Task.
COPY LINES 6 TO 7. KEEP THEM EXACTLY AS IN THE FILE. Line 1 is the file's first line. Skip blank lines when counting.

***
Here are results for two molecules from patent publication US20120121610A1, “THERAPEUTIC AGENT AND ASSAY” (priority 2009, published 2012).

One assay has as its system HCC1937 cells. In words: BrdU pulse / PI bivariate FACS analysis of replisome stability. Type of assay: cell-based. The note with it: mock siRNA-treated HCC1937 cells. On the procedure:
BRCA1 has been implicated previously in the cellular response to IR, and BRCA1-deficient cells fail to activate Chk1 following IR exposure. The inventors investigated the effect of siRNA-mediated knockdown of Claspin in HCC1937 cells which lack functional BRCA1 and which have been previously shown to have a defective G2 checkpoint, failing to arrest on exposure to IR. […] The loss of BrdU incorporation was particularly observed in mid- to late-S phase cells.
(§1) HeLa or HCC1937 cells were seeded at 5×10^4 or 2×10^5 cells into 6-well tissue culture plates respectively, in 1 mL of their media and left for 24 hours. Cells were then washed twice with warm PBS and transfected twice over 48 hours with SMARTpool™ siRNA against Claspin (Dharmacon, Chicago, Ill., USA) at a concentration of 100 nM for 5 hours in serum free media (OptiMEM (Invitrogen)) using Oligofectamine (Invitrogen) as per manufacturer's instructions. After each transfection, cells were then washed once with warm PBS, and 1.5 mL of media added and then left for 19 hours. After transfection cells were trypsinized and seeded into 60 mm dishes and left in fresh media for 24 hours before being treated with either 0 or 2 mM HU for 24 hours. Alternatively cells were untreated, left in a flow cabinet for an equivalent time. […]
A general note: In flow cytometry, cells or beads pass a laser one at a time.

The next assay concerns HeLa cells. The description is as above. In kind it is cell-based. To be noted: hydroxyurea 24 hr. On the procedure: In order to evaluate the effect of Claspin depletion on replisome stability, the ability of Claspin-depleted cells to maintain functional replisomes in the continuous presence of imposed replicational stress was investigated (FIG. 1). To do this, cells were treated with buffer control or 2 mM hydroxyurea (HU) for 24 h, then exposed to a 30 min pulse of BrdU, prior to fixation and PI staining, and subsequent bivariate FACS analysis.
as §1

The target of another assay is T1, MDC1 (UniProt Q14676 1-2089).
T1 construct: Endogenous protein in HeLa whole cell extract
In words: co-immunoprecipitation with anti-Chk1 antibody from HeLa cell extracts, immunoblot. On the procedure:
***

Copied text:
The next assay concerns HeLa cells. The description is as above. In kind it is cell-based. To be noted: hydroxyurea 24 hr. On the procedure: In order to evaluate the effect of Claspin depletion on replisome stability, the ability of Claspin-depleted cells to maintain functional replisomes in the continuous presence of imposed replicational stress was investigated (FIG. 1). To do this, cells were treated with buffer control or 2 mM hydroxyurea (HU) for 24 h, then exposed to a 30 min pulse of BrdU, prior to fixation and PI staining, and subsequent bivariate FACS analysis.
as §1